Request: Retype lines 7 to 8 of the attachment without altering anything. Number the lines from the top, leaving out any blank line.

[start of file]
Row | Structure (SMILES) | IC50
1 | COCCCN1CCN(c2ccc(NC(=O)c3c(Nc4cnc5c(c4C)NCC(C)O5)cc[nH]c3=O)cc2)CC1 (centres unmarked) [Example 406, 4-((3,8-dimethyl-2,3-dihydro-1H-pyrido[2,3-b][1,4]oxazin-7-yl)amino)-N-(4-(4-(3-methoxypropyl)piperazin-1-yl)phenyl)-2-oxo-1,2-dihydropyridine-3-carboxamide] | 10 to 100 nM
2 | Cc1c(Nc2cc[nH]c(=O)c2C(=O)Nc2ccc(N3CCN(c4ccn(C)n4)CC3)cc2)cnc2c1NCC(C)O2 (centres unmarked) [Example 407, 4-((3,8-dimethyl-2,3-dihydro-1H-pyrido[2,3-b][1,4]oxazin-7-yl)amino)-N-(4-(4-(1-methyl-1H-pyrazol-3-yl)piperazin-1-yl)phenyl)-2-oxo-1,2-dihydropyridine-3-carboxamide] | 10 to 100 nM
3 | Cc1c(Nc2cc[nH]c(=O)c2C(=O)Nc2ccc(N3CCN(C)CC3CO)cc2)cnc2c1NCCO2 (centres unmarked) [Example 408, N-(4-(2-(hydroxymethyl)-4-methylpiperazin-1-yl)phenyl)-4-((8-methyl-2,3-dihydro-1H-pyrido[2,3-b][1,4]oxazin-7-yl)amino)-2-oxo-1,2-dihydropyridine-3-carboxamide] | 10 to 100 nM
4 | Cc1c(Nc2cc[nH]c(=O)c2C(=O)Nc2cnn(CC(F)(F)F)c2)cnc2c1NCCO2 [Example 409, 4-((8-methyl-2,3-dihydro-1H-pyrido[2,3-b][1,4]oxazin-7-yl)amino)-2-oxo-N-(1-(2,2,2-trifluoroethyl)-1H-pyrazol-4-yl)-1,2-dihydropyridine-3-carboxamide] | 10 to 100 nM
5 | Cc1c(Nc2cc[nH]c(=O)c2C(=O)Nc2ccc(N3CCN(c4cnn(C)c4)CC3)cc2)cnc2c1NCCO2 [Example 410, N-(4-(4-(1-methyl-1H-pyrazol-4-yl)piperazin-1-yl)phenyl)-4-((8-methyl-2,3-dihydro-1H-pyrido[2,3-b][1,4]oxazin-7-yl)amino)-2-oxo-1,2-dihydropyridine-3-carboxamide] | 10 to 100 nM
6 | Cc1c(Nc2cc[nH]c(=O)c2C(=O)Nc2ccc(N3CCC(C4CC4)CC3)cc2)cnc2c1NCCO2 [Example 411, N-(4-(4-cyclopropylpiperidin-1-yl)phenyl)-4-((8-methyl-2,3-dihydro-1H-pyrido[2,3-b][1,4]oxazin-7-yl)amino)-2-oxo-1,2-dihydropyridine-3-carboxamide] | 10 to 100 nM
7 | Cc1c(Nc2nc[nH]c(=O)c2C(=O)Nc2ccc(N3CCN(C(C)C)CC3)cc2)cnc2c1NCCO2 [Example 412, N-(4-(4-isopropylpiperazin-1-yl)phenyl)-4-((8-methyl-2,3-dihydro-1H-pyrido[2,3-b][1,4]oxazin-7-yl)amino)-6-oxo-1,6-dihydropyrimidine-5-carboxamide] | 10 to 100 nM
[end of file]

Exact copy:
6 | Cc1c(Nc2cc[nH]c(=O)c2C(=O)Nc2ccc(N3CCC(C4CC4)CC3)cc2)cnc2c1NCCO2 [Example 411, N-(4-(4-cyclopropylpiperidin-1-yl)phenyl)-4-((8-methyl-2,3-dihydro-1H-pyrido[2,3-b][1,4]oxazin-7-yl)amino)-2-oxo-1,2-dihydropyridine-3-carboxamide] | 10 to 100 nM
7 | Cc1c(Nc2nc[nH]c(=O)c2C(=O)Nc2ccc(N3CCN(C(C)C)CC3)cc2)cnc2c1NCCO2 [Example 412, N-(4-(4-isopropylpiperazin-1-yl)phenyl)-4-((8-methyl-2,3-dihydro-1H-pyrido[2,3-b][1,4]oxazin-7-yl)amino)-6-oxo-1,6-dihydropyrimidine-5-carboxamide] | 10 to 100 nM